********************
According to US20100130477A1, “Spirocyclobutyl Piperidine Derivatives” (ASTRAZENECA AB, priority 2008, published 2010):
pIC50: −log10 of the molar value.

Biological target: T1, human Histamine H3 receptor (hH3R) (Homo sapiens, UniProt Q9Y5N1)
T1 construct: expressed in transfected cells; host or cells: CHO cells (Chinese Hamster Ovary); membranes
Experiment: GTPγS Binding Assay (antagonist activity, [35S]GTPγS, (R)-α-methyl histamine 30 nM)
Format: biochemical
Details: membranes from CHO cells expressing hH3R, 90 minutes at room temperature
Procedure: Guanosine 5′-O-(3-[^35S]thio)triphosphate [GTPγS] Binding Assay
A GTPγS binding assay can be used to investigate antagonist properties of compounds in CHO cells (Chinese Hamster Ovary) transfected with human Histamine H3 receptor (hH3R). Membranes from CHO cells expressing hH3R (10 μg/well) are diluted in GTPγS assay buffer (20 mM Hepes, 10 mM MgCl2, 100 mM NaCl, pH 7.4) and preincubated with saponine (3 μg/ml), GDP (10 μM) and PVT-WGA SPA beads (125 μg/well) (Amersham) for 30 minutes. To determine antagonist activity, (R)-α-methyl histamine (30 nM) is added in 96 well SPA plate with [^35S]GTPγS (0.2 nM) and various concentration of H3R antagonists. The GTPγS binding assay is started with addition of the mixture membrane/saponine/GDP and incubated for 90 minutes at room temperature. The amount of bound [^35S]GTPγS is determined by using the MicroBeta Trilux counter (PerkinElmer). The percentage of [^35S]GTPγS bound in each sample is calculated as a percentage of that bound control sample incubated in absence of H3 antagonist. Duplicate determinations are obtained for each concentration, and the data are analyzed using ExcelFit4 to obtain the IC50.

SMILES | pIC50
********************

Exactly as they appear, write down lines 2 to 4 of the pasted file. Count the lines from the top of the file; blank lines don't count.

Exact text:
pIC50: −log10 of the molar value.

Biological target: T1, human Histamine H3 receptor (hH3R) (Homo sapiens, UniProt Q9Y5N1)
T1 construct: expressed in transfected cells; host or cells: CHO cells (Chinese Hamster Ovary); membranes